The City and the Stars • 1956 • SF novel by Arthur C. Clarke


Meta: isfdb. SF Master works #39. SF novel of Arthur C. Clarke published in 1956.

It takes place in the neighboring cities of Diaspar and Lys on Earth a billion years in the future. They are the only inhabitants of Earth, the Solar system and galaxy. Out of fear of some invaders, they gave up and completely forgot travelling into space or even outside their city.
Both cities are completely separated and developed different cultures: Diaspar depending on machines, Lys on nature. Diaspar inhabitants live forever and are kind of recycled only to return after some 100,000 years in a new body, whereas Lys inhabitants live for short time spans but mastered telepathy.
The novel follows the mystery of one Diaspar man Alvin who learns about his special role: He is the first one to be able to get outside of the city and explore its surroundings and the whereabouts of humanity.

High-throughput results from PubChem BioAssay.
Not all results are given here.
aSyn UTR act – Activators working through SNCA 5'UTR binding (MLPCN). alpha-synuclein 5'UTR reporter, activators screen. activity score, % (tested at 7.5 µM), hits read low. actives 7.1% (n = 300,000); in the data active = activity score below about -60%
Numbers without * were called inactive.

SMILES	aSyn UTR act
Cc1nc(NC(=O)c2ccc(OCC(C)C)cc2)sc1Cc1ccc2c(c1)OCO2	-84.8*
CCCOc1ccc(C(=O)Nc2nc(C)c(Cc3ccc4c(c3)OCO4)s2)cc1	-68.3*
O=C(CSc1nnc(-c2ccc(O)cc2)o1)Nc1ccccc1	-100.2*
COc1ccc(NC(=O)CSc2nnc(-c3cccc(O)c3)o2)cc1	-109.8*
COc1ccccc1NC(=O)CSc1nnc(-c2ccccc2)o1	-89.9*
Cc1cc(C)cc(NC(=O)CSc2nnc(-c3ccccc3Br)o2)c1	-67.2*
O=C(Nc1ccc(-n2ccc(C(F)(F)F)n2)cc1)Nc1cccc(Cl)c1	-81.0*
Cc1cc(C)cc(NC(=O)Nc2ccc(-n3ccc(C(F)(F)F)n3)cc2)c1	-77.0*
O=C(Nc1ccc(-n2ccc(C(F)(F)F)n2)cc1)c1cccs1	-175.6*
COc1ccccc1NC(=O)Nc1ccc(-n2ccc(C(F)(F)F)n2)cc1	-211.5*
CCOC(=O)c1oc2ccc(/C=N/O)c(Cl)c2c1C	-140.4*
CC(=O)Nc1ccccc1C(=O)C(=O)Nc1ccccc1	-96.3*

First half is description heavy – nearly no action or dialogues at all, reflecting the insular conversatism and setting the atmosphere of Diaspar in a very good way. In the second half, Alvin’s quest is narrated through a bit more action and dialogues, and he even gets a somewhat shallow sidekick from Lys. I’d say it reads far more pulpish than the first half which I found better.
The work is quite old – from 1956 – but in contrast to many classic SF titles it aged very well: You’ll find no ridiculous artefacts concerning computers, phones, cars or similar items that the authors weren’t able to extrapolate correctly. Instead, you can even get a glimpse on relatively new innovations like MMORPGs called “adventures” in the novel.
Clarke explores isolationism of neighboring cultures and how to break them up, which you’ll find very modern. He touches utopian versions of perilous growth versus survival.
On the negative side, I didn’t like the notions of telepathy, disembodied intelligence – I generally don’t need them included in SF. Additionally, I didn’t need the mentioning of “1000 of million years” nearly every odd page and the accompanying gigantomanism.
Character development – especially of Alvin – was homeopathic, if existent at all.

I liked the novel but wouldn’t consider it as his best work.

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